Britain are sending their biggest squad of athletes to an Olympics abroad, with 376 competing across 26 sports in Tokyo.
Here are some of the athletes to look out for once the delayed Games finally begin on Friday...
1 DINA ASHER-SMITH ATHLETICS — AGE 25
Women's 100m final — Sat, July 31, 1.50pm; Women's 200m final — Tues, August 3, 1.50pm; Women's 4 x 100m relay final — Friday August 6, 2.30pmInsurance Loans Mortgage Attorney Credit Lawyer
The chance of British glory in the Olympics' blue-riband sport largely rests with one woman, Dina Asher-Smith.
She is the standout star in a squad short of gold medal contenders, particularly with world heptathlon champion Katarina Johnson-Thompson only just returning from injury.
This will be Asher-Smith's second Games after she finished fifth in the 200m in Rio and won a bronze medal in the 4x100m relay.
But expectation this time is on another level as she goes into Tokyo having won the 200m at the 2019 World Championships and secured silver in the 100m.
World 200m champion Dina Asher-Smith has her eyes fixed on a sprint double in Tokyo
Asher-Smith, who pulled out of last week's British Grand Prix with a tight hamstring, has looked in fine form this summer, yet so have her rivals.
Last month, American Gabby Thomas set the second-fastest time in history over 200m at the US trials, while Jamaican Shelly-Ann Fraser-Pryce did likewise in the 100m in Kingston.
Asher-Smith's chances, though, have been helped by the suspension handed to US sprinter Sha'Carri Richardson for testing positive for cannabis.
2 SKY BROWN SKATEBOARDING — AGE 13Insurance Loans Mortgage Attorney Credit Lawyer
Women's park final — Wednesday August 4, 4.30am
Brown only turned 13 this month and will become Great Britain's youngest summer Olympian when she competes in the women's park.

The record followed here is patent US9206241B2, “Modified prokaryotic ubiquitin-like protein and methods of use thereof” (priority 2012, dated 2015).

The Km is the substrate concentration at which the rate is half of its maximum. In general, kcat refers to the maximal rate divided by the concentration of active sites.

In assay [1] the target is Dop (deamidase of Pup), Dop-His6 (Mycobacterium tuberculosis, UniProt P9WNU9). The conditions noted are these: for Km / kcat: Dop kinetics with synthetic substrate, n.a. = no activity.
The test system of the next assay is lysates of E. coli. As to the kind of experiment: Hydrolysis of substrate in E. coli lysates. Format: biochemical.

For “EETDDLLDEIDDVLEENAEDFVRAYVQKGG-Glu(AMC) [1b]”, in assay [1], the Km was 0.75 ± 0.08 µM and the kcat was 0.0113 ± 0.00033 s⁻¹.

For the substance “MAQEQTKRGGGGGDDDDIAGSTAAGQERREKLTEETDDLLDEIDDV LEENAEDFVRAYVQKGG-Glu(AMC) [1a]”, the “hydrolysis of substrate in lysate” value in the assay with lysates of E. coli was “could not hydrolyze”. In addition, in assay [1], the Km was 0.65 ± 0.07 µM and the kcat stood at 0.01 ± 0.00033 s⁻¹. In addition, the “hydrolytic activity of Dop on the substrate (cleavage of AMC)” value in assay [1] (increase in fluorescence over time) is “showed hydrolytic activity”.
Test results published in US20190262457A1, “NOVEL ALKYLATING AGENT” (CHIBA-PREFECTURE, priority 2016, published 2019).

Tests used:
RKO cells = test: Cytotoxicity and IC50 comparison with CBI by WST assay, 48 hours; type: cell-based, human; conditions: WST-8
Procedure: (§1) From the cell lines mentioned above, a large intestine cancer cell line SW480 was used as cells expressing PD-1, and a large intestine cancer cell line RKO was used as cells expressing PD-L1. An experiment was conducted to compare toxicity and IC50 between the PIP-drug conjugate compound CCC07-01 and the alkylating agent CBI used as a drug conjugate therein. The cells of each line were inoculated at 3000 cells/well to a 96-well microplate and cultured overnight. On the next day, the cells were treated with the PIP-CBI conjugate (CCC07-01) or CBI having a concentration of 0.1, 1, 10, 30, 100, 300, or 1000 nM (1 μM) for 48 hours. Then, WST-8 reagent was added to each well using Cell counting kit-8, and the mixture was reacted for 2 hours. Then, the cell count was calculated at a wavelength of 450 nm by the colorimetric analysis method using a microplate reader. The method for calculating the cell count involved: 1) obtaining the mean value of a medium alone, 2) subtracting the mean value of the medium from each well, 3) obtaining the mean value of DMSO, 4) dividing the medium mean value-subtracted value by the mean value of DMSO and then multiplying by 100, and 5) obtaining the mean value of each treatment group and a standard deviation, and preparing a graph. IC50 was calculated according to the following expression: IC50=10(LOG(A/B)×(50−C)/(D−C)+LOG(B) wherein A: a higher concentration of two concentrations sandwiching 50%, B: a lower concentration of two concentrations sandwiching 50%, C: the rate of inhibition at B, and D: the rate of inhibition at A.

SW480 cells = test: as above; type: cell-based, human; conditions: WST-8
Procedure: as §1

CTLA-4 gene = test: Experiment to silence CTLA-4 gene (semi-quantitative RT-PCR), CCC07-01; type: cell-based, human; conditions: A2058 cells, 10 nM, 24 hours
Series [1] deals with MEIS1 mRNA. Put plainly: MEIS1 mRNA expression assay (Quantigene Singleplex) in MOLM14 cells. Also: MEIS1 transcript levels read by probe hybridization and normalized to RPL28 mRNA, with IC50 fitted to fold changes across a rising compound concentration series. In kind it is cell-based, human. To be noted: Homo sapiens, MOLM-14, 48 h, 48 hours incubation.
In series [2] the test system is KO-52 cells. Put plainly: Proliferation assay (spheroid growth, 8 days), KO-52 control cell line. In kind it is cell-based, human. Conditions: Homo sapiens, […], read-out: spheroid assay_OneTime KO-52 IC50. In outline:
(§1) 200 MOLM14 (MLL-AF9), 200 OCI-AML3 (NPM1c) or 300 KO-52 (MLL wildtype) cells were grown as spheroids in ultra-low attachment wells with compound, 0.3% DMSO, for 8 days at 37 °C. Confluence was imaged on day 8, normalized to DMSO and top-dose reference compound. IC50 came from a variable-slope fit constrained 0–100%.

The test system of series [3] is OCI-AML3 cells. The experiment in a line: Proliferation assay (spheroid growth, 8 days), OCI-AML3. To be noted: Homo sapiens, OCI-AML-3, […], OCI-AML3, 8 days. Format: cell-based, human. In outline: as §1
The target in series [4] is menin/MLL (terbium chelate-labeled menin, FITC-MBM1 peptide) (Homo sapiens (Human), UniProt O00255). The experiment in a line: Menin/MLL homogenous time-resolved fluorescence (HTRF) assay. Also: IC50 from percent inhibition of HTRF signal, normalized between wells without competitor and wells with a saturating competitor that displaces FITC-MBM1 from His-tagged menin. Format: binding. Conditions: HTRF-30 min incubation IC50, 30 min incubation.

She also stands a strong chance of becoming Team GB's youngest medallist as she goes into her event ranked third, the position she finished in at the 2019 World Championships when still only 11.
Sky Brown has recovered from a life-threatening accident to take her place at the Olympics
Born in Japan to a British father and Japanese mother, Brown trains in California, where she suffered a life-threatening accident last year when she fell off a high ramp and fractured her skull.
But she recovered remarkably quickly and the teenager is now ready to showcase her sport on its Olympics debut alongside 14-year-old Bombette Martin, Britain's other selected skateboarder based in New York.
3 JONNY BROWNLEE TRIATHLON — AGE 31
Men's — Sun, July 25, 10.30pm; Mixed relay — Fri, July 30, 11.30pm
THE younger half of the Brownlee double act is going it alone this time in Tokyo after two-time Olympic champion Alistair failed to gain selection.
Having won bronze at London 2012 and silver at Rio 2016 behind his brother, Jonny will want to complete his medal collection in what will be his last Olympic triathlon.
But even though he can finally step out of his sibling's shadow, he faces a fresh challenge from a countryman, 23-year-old Alex Yee.
Jonny Brownlee will be looking to step out of his brother Alistair's shadow and claim gold
Rising star Yee won last month's World Series event in Leeds to seal his spot in Japan, with Alistair missing out after being controversially disqualified.
Jonny will also get a second chance of a medal in the mixed relay — a new Olympic event, where he and Yee will team up with two from Georgia Taylor-Brown, Jess Learmonth and Vicky Holland.
4 SHAUNA COXSEY SPORT CLIMBING — AGE 28
Women's combined, lead final — Friday, August 6, 1.10pm
Climbing is another of the new additions to the Olympics and in Shauna Coxsey Team GB have one of the world's best.
Her specialism is bouldering, one of three disciplines, along with speed and lead, which have been controversially combined into one medal event in Tokyo.
Shauna Coxsey will be looking to demonstrate why she is one of the world's best climbers
Coxsey, though, showed she can handle them all when she won a combined bronze medal at the 2019 World Championship to seal her qualification for Tokyo.
Recently, she has been suffering with a back injury, which she fears will damage her medal hopes. But this is her last competition before she retires to focus on outdoor rock climbing.
5 CHARLOTTE DUJARDIN EQUESTRIAN — AGE 36
Dressage team — Tues, July 27, 9am; individual — Wed, July 28, 9.30am
Only one British woman has won more Olympic medals than the darling of dressage. Charlotte Dujardin has three golds and one silver from the last two Games — a figure only bettered by former rower Dame Katherine Grainger, whose tally of five gongs included just a single gold.